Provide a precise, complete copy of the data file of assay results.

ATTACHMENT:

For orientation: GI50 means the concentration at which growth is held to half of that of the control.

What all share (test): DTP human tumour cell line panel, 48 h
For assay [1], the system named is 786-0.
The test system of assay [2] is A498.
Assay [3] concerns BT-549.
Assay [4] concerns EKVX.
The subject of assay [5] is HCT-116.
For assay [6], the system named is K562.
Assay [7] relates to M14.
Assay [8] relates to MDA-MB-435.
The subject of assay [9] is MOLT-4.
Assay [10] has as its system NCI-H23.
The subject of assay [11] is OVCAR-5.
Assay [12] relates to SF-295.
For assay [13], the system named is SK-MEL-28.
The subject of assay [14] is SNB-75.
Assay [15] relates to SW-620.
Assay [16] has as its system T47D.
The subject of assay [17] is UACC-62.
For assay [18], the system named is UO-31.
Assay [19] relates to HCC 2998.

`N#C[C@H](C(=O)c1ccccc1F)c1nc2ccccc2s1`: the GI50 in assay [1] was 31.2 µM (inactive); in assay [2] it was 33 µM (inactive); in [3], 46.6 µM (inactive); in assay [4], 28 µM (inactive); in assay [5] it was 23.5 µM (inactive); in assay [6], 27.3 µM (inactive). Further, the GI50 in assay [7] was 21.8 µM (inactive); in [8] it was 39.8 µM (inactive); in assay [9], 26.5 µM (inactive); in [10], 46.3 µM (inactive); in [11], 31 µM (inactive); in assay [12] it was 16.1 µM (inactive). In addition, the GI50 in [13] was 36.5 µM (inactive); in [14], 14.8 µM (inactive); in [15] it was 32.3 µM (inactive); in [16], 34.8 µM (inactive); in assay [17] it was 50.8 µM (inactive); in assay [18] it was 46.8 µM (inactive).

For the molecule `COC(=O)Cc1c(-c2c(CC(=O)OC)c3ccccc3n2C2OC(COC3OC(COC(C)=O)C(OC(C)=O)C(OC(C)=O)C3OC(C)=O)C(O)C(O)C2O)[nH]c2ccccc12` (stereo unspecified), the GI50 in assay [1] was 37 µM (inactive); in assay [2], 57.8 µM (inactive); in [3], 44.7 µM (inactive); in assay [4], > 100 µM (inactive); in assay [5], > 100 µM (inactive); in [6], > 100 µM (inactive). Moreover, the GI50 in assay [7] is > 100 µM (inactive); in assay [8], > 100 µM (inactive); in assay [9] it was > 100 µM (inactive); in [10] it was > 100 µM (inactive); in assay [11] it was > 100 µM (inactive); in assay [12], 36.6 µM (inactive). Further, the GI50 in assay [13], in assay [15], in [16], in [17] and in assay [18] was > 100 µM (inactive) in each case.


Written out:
For orientation: GI50 means the concentration at which growth is held to half of that of the control.

What all share (test): DTP human tumour cell line panel, 48 h
For assay [1], the system named is 786-0.
The test system of assay [2] is A498.
Assay [3] concerns BT-549.
Assay [4] concerns EKVX.
The subject of assay [5] is HCT-116.
For assay [6], the system named is K562.
Assay [7] relates to M14.
Assay [8] relates to MDA-MB-435.
The subject of assay [9] is MOLT-4.
Assay [10] has as its system NCI-H23.
The subject of assay [11] is OVCAR-5.
Assay [12] relates to SF-295.
For assay [13], the system named is SK-MEL-28.
The subject of assay [14] is SNB-75.
Assay [15] relates to SW-620.
Assay [16] has as its system T47D.
The subject of assay [17] is UACC-62.
For assay [18], the system named is UO-31.
Assay [19] relates to HCC 2998.

`N#C[C@H](C(=O)c1ccccc1F)c1nc2ccccc2s1`: the GI50 in assay [1] was 31.2 µM (inactive); in assay [2] it was 33 µM (inactive); in [3], 46.6 µM (inactive); in assay [4], 28 µM (inactive); in assay [5] it was 23.5 µM (inactive); in assay [6], 27.3 µM (inactive). Further, the GI50 in assay [7] was 21.8 µM (inactive); in [8] it was 39.8 µM (inactive); in assay [9], 26.5 µM (inactive); in [10], 46.3 µM (inactive); in [11], 31 µM (inactive); in assay [12] it was 16.1 µM (inactive). In addition, the GI50 in [13] was 36.5 µM (inactive); in [14], 14.8 µM (inactive); in [15] it was 32.3 µM (inactive); in [16], 34.8 µM (inactive); in assay [17] it was 50.8 µM (inactive); in assay [18] it was 46.8 µM (inactive).

For the molecule `COC(=O)Cc1c(-c2c(CC(=O)OC)c3ccccc3n2C2OC(COC3OC(COC(C)=O)C(OC(C)=O)C(OC(C)=O)C3OC(C)=O)C(O)C(O)C2O)[nH]c2ccccc12` (stereo unspecified), the GI50 in assay [1] was 37 µM (inactive); in assay [2], 57.8 µM (inactive); in [3], 44.7 µM (inactive); in assay [4], > 100 µM (inactive); in assay [5], > 100 µM (inactive); in [6], > 100 µM (inactive). Moreover, the GI50 in assay [7] is > 100 µM (inactive); in assay [8], > 100 µM (inactive); in assay [9] it was > 100 µM (inactive); in [10] it was > 100 µM (inactive); in assay [11] it was > 100 µM (inactive); in assay [12], 36.6 µM (inactive). Further, the GI50 in assay [13], in assay [15], in [16], in [17] and in assay [18] was > 100 µM (inactive) in each case.